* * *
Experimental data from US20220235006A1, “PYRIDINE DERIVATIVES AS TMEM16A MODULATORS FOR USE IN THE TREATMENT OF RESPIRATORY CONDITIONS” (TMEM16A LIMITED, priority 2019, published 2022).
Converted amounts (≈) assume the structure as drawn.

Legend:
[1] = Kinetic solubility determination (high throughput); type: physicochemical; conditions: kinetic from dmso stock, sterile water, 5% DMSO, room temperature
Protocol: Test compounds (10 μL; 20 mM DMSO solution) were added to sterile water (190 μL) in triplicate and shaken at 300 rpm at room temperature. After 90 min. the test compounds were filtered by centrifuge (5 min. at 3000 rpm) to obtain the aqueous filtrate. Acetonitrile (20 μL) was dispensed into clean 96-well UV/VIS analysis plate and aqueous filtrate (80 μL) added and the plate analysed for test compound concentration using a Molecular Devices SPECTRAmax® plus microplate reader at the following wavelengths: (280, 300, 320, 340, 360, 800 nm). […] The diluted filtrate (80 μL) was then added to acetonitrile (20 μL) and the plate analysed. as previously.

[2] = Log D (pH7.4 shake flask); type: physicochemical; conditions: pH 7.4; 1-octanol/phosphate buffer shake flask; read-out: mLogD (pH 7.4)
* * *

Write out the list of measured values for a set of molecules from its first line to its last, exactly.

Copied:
Experimental data from US20220235006A1, “PYRIDINE DERIVATIVES AS TMEM16A MODULATORS FOR USE IN THE TREATMENT OF RESPIRATORY CONDITIONS” (TMEM16A LIMITED, priority 2019, published 2022).
Converted amounts (≈) assume the structure as drawn.

Legend:
[1] = Kinetic solubility determination (high throughput); type: physicochemical; conditions: kinetic from dmso stock, sterile water, 5% DMSO, room temperature
Protocol: Test compounds (10 μL; 20 mM DMSO solution) were added to sterile water (190 μL) in triplicate and shaken at 300 rpm at room temperature. After 90 min. the test compounds were filtered by centrifuge (5 min. at 3000 rpm) to obtain the aqueous filtrate. Acetonitrile (20 μL) was dispensed into clean 96-well UV/VIS analysis plate and aqueous filtrate (80 μL) added and the plate analysed for test compound concentration using a Molecular Devices SPECTRAmax® plus microplate reader at the following wavelengths: (280, 300, 320, 340, 360, 800 nm). […] The diluted filtrate (80 μL) was then added to acetonitrile (20 μL) and the plate analysed. as previously.

[2] = Log D (pH7.4 shake flask); type: physicochemical; conditions: pH 7.4; 1-octanol/phosphate buffer shake flask; read-out: mLogD (pH 7.4)